English Translation by Anne Goodrich Heck
A touch of dizziness, a meeting missed, a sharp comment on the choices made by the new pontiff. Last Wednesday, in just a few hours, an alarm bell went off for Pope Bergoglio. After the general audience in St. Peter's Square - the temperature was cold - Francis felt dizzy and this minor ailment forced him to leave at once and go rest, giving up a meeting with Cardinal Angelo Scola, who had come specially from Milan to talk about a future visit to the Expo. This is no small matter. Scola was his main opponent at the conclave, not for personal reasons of course, but as the proponent of a different platform. Scola is still one of the most influential among the Italian bishops, and a good relationship with him is crucial to guide the CEI (Italian Bishops Conference) on the kind of reform the pope has in mind.
In fact Francis is working too hard. At the age of 76 and with responsibility for an organization of over a billion one hundred million adherents, the Argentine pope did not take a moment of vacation this summer. Unlike John Paul II he does not take restorative small "flights" into nature, and unlike Benedict XVI he does not allow himself a regular, daily hour's walk in the Vatican gardens. He told the young people of St. Cyril's parish in Rome last Sunday that he takes only a half hour nap after lunch and then "goes back to work again until evening." Francis demands too much of himself.
There is a reason for this. Bergoglio feels that he does not have much time – probably ten years or so before he himself decides to hand over his position. And ten years in the history of the Church is quite a short time. In the midst of the flood of praise and applause that surrounds him, the Argentine pope is alone, very alone. If the task were limited to the program that many cardinals expected of him, there would be no problem. Reorganizing the IOR (Vatican Bank) and streamlining the Curia are technical issues not difficult to achieve. Consulting more often with the bishops - as was asked of the future Pope during the general meetings prior to the conclave - could be achieved with more frequent plenary meetings, with a precise agenda, of the College of Cardinals.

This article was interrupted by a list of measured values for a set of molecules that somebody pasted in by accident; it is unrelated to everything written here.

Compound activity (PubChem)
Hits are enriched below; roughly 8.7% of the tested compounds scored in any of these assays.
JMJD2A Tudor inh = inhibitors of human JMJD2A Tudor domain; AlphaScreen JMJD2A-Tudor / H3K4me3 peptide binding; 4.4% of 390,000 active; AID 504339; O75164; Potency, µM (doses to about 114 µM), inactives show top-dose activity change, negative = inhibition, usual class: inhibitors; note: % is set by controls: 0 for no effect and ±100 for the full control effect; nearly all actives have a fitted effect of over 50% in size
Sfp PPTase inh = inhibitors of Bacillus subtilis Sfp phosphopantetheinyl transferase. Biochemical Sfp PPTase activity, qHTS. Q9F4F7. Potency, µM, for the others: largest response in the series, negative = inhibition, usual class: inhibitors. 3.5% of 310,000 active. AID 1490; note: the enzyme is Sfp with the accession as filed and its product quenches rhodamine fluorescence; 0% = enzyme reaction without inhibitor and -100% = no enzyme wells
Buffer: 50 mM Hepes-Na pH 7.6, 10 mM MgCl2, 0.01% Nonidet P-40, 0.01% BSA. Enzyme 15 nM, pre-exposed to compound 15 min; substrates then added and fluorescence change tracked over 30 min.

But Francis is doing much more than many of those who voted for him could imagine (as happened also with John XXIII). He wants to remodel the Curia from the ground up, reorganize the Synod of Bishops, shape a new approach to sexual issues, spur the clergy to abandon bureaucratic and self-referential attitudes, change the style of episcopal power, put women into governing positions, and give new impetus to the fight against child sexual abuse by setting up a new commission (announced yesterday) to protect victims and give instructions to bishops' conferences.
There is one question hovering over the Apostolic Palace: Who is supporting Francis? What forces can he count on? The answer is that there is no "party" or active "movement" among the pro - Francis clergy and bishops. A bulky apparatus like that of the church – thousands of bishops, hundreds of thousands of priests and religious, a network of centers of power, both large and small – cannot be reformed without a robust group of loyal and engaged followers. In the curia there in still no Team Bergoglio. The new Secretary of State, Msgr. Parolin, is the right man (especially because of his strong priestly character) to work with Bergoglio, but the majority of the offices of the curia are provisional. Up to now, in the curial departments and in the world-wide episcopacy, there is no firm bloc of cardinals, bishops and priests ready to fight for his reforms, like the champions of the Gregorian reform of the Middle Ages or of the shift in direction made at the Council of Trent. The national bishops conferences are inert. Too many pay only passive attention to what Francis says and does. Many conservatives wait in silence for him to make a blunder. The bureaucracies of large organizations know how to bounce back.
In this atmosphere, the statements of Msgr. Gaenswein, Ratzinger's secretary, in the German weekly Die Zeit, are worrisome. The magazine reported, without quoting him directly, that Benedict's right-hand man felt that Francesco's decision not to live in the papal apartments was an "affront." Moreover, while recognizing that the pope is only one man, Gaenswein sadly exclaims, word for word: "Every day we wonder what new thing will be different (from before)." A rejection of a new course rather than an encouragement. Francis is alone, even if the hearts of the faithful beat for him.
Il Fatto Quotidiano, 6 dicembre 2013